What about your long term prospects?

Looking further ahead, below is a rough guide for what graduates went on to earn.

Music

The graph shows median earnings of graduates who achieved a degree in this subject area one, three and five years after graduating from here.

£18k

£18k

£22k

£22k

£25k

£25k

Note: this data only looks at employees (and not those who are self-employed or also studying) and covers a broad sample of graduates and the various paths they've taken, which might not always be a direct result of their degree.

Russian and east european studies

The graph shows median earnings of graduates who achieved a degree in this subject area one, three and five years after graduating from here.

£22k

£22k

£29k

£29k

£33k

£33k

Note: this data only looks at employees (and not those who are self-employed or also studying) and covers a broad sample of graduates and the various paths they've taken, which might not always be a direct result of their degree.

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This is what the university has told Ucas about the criteria they expect applicants to satisfy; some may be compulsory, others may be preferable.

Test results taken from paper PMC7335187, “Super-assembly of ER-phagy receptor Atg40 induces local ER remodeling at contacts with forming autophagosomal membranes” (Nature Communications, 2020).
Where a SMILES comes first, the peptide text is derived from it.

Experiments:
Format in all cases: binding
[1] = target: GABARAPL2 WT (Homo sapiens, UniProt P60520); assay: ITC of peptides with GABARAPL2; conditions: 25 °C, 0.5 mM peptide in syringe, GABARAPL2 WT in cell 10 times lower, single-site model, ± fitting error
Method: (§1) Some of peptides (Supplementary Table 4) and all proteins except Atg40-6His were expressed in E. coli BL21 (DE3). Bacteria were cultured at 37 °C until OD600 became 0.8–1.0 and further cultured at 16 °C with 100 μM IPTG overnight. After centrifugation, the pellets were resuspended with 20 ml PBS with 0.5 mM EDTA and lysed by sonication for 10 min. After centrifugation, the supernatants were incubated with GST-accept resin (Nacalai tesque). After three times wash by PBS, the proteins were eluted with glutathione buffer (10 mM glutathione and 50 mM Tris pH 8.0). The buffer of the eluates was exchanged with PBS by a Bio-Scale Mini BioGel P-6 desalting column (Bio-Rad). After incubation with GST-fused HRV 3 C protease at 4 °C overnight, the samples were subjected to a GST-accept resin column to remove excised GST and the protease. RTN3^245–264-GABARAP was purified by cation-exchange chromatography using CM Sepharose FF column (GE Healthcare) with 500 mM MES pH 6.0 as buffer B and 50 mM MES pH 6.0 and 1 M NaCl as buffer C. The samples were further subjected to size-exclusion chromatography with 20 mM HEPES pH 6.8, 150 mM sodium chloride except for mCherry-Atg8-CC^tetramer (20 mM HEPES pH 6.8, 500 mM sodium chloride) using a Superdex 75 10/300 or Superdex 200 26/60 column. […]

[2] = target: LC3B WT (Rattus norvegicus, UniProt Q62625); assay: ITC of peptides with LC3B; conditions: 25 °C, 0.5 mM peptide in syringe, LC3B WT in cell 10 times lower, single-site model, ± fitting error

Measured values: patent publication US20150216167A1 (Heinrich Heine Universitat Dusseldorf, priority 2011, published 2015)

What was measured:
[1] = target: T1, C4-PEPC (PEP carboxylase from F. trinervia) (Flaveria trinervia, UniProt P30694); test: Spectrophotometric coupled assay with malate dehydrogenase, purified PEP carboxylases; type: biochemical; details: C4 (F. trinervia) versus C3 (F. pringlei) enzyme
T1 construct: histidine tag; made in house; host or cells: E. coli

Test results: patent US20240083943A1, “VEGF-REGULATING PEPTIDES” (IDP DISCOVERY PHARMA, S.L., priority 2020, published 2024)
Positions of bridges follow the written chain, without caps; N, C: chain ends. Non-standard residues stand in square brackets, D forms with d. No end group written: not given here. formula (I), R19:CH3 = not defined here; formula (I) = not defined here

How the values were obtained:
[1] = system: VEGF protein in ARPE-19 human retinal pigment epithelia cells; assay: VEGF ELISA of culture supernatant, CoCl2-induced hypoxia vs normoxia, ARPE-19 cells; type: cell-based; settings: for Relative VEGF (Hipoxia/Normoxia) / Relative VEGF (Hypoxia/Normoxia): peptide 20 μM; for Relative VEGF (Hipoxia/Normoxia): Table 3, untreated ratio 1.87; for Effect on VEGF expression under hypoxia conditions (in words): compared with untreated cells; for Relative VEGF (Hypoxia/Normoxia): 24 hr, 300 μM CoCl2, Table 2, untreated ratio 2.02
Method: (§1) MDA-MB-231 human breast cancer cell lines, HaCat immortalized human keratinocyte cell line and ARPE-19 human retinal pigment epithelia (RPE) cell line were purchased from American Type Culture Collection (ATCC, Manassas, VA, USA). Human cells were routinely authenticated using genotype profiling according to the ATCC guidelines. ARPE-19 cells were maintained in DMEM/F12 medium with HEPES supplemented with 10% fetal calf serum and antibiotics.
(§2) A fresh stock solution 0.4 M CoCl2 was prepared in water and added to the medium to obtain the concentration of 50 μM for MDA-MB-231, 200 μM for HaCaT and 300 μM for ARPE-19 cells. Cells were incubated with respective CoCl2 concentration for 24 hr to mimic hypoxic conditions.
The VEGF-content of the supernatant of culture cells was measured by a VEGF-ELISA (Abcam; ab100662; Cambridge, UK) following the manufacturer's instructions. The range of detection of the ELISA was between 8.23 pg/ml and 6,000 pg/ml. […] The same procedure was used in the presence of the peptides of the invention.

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This is the percentage of applicants to this course who received an offer last year, through Ucas.

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This is what the university has told Ucas about the course. Use it to get a quick idea about what makes it unique compared to similar courses, elsewhere.

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Course location and department:

This is what the university has told Ucas about the course. Use it to get a quick idea about what makes it unique compared to similar courses, elsewhere.

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Teaching Excellence Framework (TEF):

We've received this information from the Department for Education, via Ucas. This is how the university as a whole has been rated for its quality of teaching: gold silver or bronze. Note, not all universities have taken part in the TEF.

Have a question about this info? Learn more here